Wednesday, March 25, 2015


PRESIDENT Aquino is responsible for the death of 44 Special Action Force commandos in Mamasapano, Maguindanao because he allowed resigned PNP chief Director General Alan Purisima, who was then under suspension, to meddle in the SAF’s “Operation Plan: Exodus.”

This is the draft report prepared by the joint Senate committees on public order and dangerous drugs, on peace, unification and reconciliation, and on finance.

The three committees first released an executive summary of the report which was read by Sen. Grace Poe, and later a copy of the 129-page draft report. The report needed the signature of the members of the three committees. It has been signed by 15 senators and has become a majority report of the whole Senate

The report says the following are “indicative findings of liability” but the committees are leaving the determination of liability to the prosecutorial arm of the government: 

The concerned members of the Moro Islamic Liberation Front, Bangsamoro Islamic Freedom Fighters, and other armed groups “murdered and robbed” the SAF commandos.

Purisima is liable for “Usurpation of Authority or Official Functions, violating Article 177 of the Revised Penal Code and Section 36(b)(4) of Presidential Decree No. 807, in relation to Section 46(A)(3), Rule 10 of the Revised Rules on Administrative Cases in the Civil Service.”

Director Getulio Napeñas, who was sacked as SAF chief after the January 25 operations, “committed grave misconduct, violating Section 36(b)(4) of Presidential Decree No. 807, in relation to Section 46(A)(3), Rule 10 of the Revised Rules on Administrative Cases in the Civil Service.”

And “The President must bear responsibility for giving assent to and failing to prevent the unlawful exercise of official functions by PDG Purisima in connection with Oplan Exodus.”

Senator Poe, as chairman of the Senate committee on public order and illegal drugs, said “it is beyond doubt” that Aquino was aware that Purisima was serving six-month preventive suspension for alleged plunder and yet the President allowed Purisima to join a meeting at the Bahay Pangarap on January 9 when the sensitive and classified PNP operation was discussed.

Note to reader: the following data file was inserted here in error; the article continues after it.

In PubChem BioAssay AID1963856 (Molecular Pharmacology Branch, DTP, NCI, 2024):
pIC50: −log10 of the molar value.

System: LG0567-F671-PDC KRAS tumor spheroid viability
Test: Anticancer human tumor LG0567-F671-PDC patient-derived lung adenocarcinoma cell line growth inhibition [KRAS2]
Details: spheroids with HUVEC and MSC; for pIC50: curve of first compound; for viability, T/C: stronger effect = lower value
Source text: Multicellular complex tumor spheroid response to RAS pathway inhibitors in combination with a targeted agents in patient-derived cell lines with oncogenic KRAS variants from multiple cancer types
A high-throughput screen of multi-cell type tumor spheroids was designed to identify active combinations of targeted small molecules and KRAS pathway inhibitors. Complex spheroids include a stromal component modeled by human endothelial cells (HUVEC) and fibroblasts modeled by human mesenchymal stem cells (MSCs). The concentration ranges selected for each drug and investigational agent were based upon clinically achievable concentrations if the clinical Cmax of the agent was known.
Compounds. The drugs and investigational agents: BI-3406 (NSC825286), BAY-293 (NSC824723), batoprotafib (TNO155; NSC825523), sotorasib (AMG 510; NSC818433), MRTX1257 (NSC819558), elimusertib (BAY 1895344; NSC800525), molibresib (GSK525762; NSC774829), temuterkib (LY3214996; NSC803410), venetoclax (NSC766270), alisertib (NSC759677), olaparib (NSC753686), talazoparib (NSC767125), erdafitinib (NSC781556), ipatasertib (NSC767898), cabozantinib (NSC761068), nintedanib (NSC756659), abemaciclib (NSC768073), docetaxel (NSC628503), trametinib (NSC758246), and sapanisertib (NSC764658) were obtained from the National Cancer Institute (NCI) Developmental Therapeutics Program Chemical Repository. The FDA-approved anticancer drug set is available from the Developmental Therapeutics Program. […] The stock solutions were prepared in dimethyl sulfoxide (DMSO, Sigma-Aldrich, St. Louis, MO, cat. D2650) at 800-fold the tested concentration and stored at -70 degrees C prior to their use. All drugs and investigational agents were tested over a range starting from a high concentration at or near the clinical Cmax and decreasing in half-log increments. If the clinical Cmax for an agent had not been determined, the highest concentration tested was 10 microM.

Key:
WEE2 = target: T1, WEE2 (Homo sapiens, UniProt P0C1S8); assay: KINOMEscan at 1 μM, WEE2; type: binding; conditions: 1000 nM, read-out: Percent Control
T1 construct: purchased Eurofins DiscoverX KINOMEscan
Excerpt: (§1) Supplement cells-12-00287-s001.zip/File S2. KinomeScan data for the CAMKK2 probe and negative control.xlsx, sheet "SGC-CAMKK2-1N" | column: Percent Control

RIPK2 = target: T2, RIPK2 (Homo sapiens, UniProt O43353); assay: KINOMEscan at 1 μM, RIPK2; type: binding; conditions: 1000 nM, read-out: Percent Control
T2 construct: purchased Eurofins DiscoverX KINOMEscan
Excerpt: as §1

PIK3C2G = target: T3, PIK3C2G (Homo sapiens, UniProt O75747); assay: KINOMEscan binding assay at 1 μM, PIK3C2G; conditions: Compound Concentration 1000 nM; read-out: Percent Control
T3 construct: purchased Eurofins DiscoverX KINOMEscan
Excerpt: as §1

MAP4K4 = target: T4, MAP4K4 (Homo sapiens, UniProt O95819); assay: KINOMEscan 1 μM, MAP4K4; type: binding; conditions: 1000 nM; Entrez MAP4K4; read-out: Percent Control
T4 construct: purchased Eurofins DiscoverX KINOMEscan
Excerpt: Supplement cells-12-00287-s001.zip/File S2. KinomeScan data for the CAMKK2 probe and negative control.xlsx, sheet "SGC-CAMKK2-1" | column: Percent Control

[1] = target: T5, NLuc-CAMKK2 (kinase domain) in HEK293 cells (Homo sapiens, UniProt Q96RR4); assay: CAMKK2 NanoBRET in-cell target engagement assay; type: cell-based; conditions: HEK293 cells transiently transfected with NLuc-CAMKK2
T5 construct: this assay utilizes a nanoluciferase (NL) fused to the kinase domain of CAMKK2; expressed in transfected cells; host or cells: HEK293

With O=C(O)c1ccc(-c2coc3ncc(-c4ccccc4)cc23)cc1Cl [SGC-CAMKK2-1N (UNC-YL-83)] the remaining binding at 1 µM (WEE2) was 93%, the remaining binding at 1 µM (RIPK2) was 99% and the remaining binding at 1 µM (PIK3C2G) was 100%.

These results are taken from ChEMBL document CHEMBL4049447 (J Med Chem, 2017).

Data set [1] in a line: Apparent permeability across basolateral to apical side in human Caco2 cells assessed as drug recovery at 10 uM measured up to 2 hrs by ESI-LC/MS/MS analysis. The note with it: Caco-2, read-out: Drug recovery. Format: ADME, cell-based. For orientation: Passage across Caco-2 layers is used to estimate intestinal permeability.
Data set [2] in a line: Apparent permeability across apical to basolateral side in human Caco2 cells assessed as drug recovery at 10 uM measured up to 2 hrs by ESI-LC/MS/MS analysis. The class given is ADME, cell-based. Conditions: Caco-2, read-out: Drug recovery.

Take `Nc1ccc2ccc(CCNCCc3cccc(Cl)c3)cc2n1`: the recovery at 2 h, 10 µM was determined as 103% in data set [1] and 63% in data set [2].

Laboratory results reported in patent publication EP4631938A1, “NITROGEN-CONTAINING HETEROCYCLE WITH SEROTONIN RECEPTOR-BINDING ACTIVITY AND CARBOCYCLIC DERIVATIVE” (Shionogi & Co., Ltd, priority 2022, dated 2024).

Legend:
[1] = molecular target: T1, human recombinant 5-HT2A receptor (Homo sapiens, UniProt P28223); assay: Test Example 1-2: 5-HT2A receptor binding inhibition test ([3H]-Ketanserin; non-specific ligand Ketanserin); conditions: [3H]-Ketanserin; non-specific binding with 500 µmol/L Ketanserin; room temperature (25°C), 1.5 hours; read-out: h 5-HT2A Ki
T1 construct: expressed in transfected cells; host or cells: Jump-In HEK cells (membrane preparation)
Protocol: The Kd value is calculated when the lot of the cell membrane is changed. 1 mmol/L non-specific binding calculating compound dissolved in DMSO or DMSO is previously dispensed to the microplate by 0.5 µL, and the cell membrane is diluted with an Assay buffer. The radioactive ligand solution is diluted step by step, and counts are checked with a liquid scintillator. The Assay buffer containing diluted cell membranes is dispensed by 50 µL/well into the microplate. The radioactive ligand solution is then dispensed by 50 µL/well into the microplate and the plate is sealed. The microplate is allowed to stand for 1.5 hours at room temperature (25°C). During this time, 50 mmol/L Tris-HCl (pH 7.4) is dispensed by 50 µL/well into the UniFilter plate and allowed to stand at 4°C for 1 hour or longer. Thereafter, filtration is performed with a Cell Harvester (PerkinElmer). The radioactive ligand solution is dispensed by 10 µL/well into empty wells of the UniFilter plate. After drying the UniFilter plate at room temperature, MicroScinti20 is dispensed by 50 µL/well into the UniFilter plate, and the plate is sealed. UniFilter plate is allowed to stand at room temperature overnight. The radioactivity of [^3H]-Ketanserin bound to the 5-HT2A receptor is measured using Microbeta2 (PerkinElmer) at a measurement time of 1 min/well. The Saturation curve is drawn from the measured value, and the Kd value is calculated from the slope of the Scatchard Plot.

Poe also noted that when Purisima reported to the President that Marwan had been neutralized in the early morning of January 25, Aquino even sent a text message to Purisima saying “Basit should not get away.”

Even the communications between the President and Napeñas were coursed through Purisima, Poe said.

“The foregoing shows that the President knew that PDG Purisima was exercising official functions despite the latter’s preventive suspension, and did nothing to prevent it,” Poe said.

Purisima’s lawyer, Kristoffer James Purisima, said: “At no time since his preventive suspension did PDG Purisima perform official duties and functions. Neither did he misrepresent or falsely represent himself as the Chief PNP under pretense of official position.”

“It appears that the President, along with (Interior) Secretary (Manuel) Roxas, (Defense) Secretary (Voltaire) Gazmin, (AFP chief) Gen. (Gregorio) Catapang), could have done more… perhaps if the President and the key security officials… discussed the incident and shared information with each other at the early stages of the day, coordination between the Army and the PNP might have been hastened and fewer lives would have been lost,” said Poe.

Poe says that the President should explain why he decided not to use his “awesome powers” as the commander in chief of “all armed forces of the Philippines” and as President, during the operation.